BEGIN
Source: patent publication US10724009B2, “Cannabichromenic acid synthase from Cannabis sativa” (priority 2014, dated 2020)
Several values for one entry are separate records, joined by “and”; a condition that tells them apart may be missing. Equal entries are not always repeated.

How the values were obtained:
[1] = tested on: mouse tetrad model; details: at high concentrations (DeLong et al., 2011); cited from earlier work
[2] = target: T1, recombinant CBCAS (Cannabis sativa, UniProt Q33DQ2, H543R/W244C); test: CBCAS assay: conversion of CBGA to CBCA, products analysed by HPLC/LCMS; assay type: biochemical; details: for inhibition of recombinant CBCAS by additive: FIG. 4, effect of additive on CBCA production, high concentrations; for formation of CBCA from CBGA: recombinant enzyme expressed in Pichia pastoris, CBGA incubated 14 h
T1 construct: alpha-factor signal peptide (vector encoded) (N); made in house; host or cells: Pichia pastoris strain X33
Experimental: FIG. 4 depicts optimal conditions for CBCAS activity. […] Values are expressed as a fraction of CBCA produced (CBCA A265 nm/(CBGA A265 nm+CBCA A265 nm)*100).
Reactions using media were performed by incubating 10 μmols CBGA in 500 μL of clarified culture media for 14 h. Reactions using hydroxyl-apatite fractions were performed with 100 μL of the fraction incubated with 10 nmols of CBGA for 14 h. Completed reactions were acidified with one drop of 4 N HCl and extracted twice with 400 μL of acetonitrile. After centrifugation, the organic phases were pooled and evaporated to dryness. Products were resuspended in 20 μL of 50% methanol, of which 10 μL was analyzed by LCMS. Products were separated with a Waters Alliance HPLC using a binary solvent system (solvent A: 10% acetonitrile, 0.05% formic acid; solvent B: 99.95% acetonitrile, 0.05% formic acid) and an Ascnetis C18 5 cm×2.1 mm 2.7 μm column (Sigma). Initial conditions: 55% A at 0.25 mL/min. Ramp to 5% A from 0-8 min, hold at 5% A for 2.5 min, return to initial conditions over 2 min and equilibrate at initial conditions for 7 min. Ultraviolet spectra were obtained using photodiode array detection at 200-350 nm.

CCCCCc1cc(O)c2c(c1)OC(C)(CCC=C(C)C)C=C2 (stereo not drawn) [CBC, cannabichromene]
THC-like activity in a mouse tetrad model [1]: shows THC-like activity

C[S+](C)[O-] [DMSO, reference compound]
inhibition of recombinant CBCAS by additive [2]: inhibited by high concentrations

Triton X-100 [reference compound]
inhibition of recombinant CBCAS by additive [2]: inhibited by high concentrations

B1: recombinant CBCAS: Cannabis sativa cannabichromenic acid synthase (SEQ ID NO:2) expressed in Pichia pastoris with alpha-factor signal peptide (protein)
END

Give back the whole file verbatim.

Source: patent publication US10724009B2, “Cannabichromenic acid synthase from Cannabis sativa” (priority 2014, dated 2020)
Several values for one entry are separate records, joined by “and”; a condition that tells them apart may be missing. Equal entries are not always repeated.

How the values were obtained:
[1] = tested on: mouse tetrad model; details: at high concentrations (DeLong et al., 2011); cited from earlier work
[2] = target: T1, recombinant CBCAS (Cannabis sativa, UniProt Q33DQ2, H543R/W244C); test: CBCAS assay: conversion of CBGA to CBCA, products analysed by HPLC/LCMS; assay type: biochemical; details: for inhibition of recombinant CBCAS by additive: FIG. 4, effect of additive on CBCA production, high concentrations; for formation of CBCA from CBGA: recombinant enzyme expressed in Pichia pastoris, CBGA incubated 14 h
T1 construct: alpha-factor signal peptide (vector encoded) (N); made in house; host or cells: Pichia pastoris strain X33
Experimental: FIG. 4 depicts optimal conditions for CBCAS activity. […] Values are expressed as a fraction of CBCA produced (CBCA A265 nm/(CBGA A265 nm+CBCA A265 nm)*100).
Reactions using media were performed by incubating 10 μmols CBGA in 500 μL of clarified culture media for 14 h. Reactions using hydroxyl-apatite fractions were performed with 100 μL of the fraction incubated with 10 nmols of CBGA for 14 h. Completed reactions were acidified with one drop of 4 N HCl and extracted twice with 400 μL of acetonitrile. After centrifugation, the organic phases were pooled and evaporated to dryness. Products were resuspended in 20 μL of 50% methanol, of which 10 μL was analyzed by LCMS. Products were separated with a Waters Alliance HPLC using a binary solvent system (solvent A: 10% acetonitrile, 0.05% formic acid; solvent B: 99.95% acetonitrile, 0.05% formic acid) and an Ascnetis C18 5 cm×2.1 mm 2.7 μm column (Sigma). Initial conditions: 55% A at 0.25 mL/min. Ramp to 5% A from 0-8 min, hold at 5% A for 2.5 min, return to initial conditions over 2 min and equilibrate at initial conditions for 7 min. Ultraviolet spectra were obtained using photodiode array detection at 200-350 nm.

CCCCCc1cc(O)c2c(c1)OC(C)(CCC=C(C)C)C=C2 (stereo not drawn) [CBC, cannabichromene]
THC-like activity in a mouse tetrad model [1]: shows THC-like activity

C[S+](C)[O-] [DMSO, reference compound]
inhibition of recombinant CBCAS by additive [2]: inhibited by high concentrations

Triton X-100 [reference compound]
inhibition of recombinant CBCAS by additive [2]: inhibited by high concentrations

B1: recombinant CBCAS: Cannabis sativa cannabichromenic acid synthase (SEQ ID NO:2) expressed in Pichia pastoris with alpha-factor signal peptide (protein)